Why Strength Training is Important
Mark Rippetoe’s book, Starting Strength begins by saying that physical strength is the most important thing in life, and this is true whether we want it to be or not.
Is physical strength really the most important thing in life? What’s the big deal about strength?
Strength matters because it makes all other physical abilities better. It’s the basis for all human and athletic movement. For example, a thirty year old female who is overweight, untrained and feels bad about her current physical appearance and abilities decides to start an exercise program. She chooses hot yoga, which may be good for her, and it makes her hot, sweaty and tired. It also helps her mobility. However, it will not increase her physical strength over time. If this same woman chooses barbell training and she learns to squat, not only did she get stronger, she also improved her mobility, balance, coordination and agility.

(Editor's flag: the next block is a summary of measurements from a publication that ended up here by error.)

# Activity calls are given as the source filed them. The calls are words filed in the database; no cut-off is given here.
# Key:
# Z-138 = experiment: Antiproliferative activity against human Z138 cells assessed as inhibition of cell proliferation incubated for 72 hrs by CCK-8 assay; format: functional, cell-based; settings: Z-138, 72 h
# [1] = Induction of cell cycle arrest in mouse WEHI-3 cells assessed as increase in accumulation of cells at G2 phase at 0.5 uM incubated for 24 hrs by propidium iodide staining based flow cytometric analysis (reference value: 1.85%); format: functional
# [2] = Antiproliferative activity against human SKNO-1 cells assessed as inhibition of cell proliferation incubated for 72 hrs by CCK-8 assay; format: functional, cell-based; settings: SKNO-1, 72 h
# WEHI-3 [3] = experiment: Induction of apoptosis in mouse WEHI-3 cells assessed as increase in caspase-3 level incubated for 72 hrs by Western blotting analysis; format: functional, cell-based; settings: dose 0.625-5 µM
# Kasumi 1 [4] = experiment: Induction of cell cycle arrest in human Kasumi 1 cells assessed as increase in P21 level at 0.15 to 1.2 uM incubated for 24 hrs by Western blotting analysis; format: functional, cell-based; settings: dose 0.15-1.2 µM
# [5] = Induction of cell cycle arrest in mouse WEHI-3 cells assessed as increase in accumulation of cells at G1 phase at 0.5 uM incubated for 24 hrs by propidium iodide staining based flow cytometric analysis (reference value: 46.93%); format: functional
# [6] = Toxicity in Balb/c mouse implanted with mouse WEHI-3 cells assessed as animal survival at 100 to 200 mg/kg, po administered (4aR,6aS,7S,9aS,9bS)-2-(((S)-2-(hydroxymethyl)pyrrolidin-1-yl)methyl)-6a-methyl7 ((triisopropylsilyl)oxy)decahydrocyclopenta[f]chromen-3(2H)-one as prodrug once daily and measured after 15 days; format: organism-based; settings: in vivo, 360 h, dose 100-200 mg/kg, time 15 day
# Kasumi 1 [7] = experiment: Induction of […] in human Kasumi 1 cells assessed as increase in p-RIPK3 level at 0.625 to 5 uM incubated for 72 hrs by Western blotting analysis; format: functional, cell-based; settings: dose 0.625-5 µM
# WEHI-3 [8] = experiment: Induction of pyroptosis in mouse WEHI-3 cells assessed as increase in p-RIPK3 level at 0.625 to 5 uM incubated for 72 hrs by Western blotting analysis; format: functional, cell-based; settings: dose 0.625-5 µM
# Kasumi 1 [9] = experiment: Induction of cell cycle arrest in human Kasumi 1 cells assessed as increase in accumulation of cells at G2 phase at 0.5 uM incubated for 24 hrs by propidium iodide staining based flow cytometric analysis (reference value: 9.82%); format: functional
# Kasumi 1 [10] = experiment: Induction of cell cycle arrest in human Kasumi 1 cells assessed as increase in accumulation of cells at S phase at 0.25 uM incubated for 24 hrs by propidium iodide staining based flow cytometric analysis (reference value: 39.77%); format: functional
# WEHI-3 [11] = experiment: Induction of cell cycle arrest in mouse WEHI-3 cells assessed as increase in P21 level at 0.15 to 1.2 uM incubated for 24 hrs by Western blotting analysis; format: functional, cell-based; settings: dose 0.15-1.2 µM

Power improves, because power is strength expressed quickly. She gets faster, she can jump higher – all because of strength. She starts to appreciate her physical capabilities and she also experiences positive changes in body composition.
Regardless of what the end goal is, we’re always going to start with strength. Strength isn’t the only thing we care about, but in order to spend our time wisely, we want the greatest return on investment for time spent in the weight room or gym. Strength gives us the best return on investment. Strength training will make this woman feel and look better than hot yoga ever could.
Strength contributes to more vigorous cardiovascular exercise, but if the focus is only on cardio, strength does not increase. Running a 5K does not help us when we have to pick up a lawnmower and transport it to the back of a truck. This is why strength matters.
Strength matters because it helps older populations get off the toilet and out of their cars. It also helps younger populations get off the computer and video games.
The physical changes that come with strength are not the only benefit strength provides. Strength improves emotional, mental and relational health, as well. A person who has walked through the journey of extremely weak to strong has been refined by the power of voluntary hardship. A self-confident, strong, healthy man or woman in America is the exception. Strength produces that exception.
That’s why we start with strength.